For example, if we were looking for an RDBMS compatible with SQL Standard that is open source, free, well supported and documented, multi-architecture, portable, extremely performant, we will surely exclude commercial and proprietary closed source solutions such as Oracle DB, SQL Server or DB2 from IBM.
However, we could and should consider PostgreSQL or just Postgres.
PostgreSQL is a powerful open source object-relational database system with over 35 years of active development that has earned it a solid reputation for reliability, feature robustness, and performance.
Also known as Postgres , is a free and open-source relational database management system (RDBMS) emphasizing extensibility and SQL compliance. It was originally called POSTGRES, referring to its origins as a successor to the Ingres database developed at the University of California, Berkeley. In 1996, the project was renamed to PostgreSQL to reflect its support for SQL . After a revision in 2007, the development team decided to keep the PostgreSQL name and the Postgres alias.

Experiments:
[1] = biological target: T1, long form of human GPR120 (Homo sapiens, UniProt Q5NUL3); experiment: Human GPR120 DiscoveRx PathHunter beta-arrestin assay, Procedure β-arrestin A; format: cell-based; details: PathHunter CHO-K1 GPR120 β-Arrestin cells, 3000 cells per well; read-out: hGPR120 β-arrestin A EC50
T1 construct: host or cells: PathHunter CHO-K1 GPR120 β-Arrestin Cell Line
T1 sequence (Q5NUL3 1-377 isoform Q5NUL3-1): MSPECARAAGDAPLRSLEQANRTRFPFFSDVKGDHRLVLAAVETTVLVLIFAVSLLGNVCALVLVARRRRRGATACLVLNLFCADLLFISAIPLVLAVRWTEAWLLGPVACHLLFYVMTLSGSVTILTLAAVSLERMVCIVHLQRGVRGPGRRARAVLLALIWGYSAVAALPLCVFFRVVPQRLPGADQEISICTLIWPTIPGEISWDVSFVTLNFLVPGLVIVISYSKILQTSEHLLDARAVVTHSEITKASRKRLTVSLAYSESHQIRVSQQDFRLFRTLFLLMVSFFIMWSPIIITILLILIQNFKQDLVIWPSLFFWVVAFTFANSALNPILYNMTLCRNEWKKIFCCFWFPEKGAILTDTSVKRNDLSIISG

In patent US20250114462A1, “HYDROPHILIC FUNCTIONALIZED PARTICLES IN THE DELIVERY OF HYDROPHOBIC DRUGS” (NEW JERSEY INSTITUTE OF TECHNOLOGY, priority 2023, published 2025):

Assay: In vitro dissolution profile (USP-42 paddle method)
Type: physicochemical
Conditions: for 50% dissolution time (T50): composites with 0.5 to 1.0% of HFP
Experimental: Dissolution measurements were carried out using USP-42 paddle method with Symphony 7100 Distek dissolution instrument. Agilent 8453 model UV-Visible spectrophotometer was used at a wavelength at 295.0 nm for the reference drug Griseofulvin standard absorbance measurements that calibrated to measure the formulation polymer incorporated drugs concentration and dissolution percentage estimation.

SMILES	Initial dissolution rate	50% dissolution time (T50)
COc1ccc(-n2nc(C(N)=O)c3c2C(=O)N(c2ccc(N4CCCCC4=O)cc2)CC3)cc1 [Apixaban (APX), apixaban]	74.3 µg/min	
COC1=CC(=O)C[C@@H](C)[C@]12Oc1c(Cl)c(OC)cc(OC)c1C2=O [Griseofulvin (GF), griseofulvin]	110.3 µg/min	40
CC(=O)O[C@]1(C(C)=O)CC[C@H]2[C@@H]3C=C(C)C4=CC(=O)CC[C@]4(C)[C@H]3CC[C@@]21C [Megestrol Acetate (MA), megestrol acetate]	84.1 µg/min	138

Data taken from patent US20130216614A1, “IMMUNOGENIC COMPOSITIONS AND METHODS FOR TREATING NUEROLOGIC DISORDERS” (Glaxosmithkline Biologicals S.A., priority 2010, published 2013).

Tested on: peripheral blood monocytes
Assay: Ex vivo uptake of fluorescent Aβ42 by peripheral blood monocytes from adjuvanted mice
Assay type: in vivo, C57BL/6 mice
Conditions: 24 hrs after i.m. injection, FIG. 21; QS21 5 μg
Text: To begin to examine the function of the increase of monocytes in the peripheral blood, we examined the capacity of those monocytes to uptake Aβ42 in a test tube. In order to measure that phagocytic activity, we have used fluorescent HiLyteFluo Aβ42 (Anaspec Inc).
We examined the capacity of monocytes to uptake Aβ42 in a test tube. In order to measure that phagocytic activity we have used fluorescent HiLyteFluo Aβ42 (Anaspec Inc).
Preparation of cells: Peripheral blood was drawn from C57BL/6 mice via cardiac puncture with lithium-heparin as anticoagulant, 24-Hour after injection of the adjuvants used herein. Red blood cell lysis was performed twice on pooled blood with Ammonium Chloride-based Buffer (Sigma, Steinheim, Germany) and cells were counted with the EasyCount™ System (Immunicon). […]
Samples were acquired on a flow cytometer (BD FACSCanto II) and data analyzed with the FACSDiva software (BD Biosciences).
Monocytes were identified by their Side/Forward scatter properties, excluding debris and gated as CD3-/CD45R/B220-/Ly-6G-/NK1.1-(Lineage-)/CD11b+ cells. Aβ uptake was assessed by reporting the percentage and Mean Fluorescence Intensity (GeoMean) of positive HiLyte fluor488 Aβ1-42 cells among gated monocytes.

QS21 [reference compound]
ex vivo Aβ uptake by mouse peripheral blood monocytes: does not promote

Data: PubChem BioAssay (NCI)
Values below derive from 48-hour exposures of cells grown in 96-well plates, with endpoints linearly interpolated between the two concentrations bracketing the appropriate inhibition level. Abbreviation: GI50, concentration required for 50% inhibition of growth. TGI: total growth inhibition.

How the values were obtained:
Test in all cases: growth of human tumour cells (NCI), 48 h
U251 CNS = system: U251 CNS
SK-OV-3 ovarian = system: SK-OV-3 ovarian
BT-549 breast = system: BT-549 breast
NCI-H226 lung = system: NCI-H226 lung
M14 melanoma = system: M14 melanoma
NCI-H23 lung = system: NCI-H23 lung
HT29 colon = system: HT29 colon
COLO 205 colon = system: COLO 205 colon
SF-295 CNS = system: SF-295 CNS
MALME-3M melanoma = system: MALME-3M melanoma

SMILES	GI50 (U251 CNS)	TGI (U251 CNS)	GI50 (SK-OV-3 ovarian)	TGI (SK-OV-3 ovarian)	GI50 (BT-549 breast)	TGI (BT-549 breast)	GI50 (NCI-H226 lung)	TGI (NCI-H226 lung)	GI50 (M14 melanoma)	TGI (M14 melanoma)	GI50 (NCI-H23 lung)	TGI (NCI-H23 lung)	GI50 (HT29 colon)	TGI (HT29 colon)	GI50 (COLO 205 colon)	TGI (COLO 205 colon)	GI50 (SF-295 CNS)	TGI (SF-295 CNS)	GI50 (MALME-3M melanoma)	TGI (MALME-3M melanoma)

PostgreSQL presents transactions with Atomicity, Consistency, Isolation, Durability properties (ACID), automatically updatable views, showed materialized , triggers , foreign keys and stored procedures . It is designed to handle a wide variety of workloads, from single machines to data warehouses or web services with many concurrent users. It is the default database for macOS Server and is also available for Windows , Linux ,FreeBSD and OpenBSD .
But how slow is MySQL compared to PostgreSQL?
Or rather, how much faster is PostgreSQL compared to MySQL ?
How did I benchmark the databases?
Benchmarking a database can be a tricky business. Just look around the Internet. There are different benchmarks, which measure different things, sometimes metrics, which don't tell you anything significant.
From my point of view, I see the database as something that exactly matches its name. A basis for a fillet . Nothing more. So no application logic in the database. The database should hold the data and perform two main operations as quickly as possible: read e to write .
I see read as something that doesn't change the database and write as something that changes the database. To me, delete and update are both subsets of writing.
Also, when reading from the database, I tend to render my own